Performance training for sports and the Glycaemic index
The Glycaemic Index, GI, refers to the number of carbohydrates present in food and drinks and how they can quickly influence the body’s blood sugar level. As the athlete or performer’s age advances, there is an increasing need to focus on the right diets to optimize carbohydrates’ benefits to the body and its management. Therefore, athletes are responsible for the kinds of nutrition and the responsible amount that is safe.
Further research also establishes that the foods that contain low GI ratings are crucial for exercises to sustain the energy level. On the other hand, moderate to high GI foods may be useful during the actual exercise or performance training. Another time to try this category of foods is the early stage of the recovery process. In all, the performance trainer should recommend these diets according to the personal needs of the performer.
Professional coaching experts have the right proportions of recommended diets and food proportions that the performer needs to consume based on predetermined factors. Some of the essential elements that determine the number of carbohydrates include the intensity of the exercise, each exercise session’s duration, and the exercises’ frequency.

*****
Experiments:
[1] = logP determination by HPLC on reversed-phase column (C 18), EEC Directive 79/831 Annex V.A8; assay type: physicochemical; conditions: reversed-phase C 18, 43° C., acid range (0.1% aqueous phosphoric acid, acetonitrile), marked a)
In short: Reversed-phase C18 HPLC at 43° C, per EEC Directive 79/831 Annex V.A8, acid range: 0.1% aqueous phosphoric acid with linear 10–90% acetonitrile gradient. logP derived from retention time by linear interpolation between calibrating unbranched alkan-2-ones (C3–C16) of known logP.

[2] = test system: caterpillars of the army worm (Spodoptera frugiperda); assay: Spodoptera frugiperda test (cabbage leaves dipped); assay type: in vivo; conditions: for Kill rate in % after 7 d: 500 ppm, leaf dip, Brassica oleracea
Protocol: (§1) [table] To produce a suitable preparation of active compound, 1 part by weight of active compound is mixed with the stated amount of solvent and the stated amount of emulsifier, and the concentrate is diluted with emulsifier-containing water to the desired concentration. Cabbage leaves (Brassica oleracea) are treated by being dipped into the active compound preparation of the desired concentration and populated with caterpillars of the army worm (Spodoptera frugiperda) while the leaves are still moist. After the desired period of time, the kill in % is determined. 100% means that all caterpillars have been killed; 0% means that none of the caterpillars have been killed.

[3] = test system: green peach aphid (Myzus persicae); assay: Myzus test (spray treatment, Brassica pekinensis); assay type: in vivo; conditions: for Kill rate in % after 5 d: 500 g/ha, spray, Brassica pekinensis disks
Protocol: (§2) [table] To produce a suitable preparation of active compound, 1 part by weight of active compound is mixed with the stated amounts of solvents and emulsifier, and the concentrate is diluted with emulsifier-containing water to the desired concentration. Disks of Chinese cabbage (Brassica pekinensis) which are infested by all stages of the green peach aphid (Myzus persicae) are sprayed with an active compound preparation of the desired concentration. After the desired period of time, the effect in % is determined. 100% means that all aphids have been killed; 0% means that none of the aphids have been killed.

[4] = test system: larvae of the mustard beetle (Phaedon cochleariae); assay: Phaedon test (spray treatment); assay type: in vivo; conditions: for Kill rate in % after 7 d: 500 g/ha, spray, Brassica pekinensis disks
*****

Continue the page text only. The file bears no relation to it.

For instance, the exercise’s intensity may include light, moderate, endurance, and extreme endurance sessions. The duration may also vary by 30 minutes per day category, 60 minutes per day, 1 to 3 hours per day, and the class above 4 hours per day.
On the final note, the performance coaching regime is closely related to diet and nutrition. However, both the performer and athlete and the trainer should corporate to achieve the desired energy level needed for optimum performance to the best of the athletes’ chances at success. Besides, based on nutrition experts’ recommendations, athletes can use food supplements that contain vitamins, minerals, herbs, and other vital products.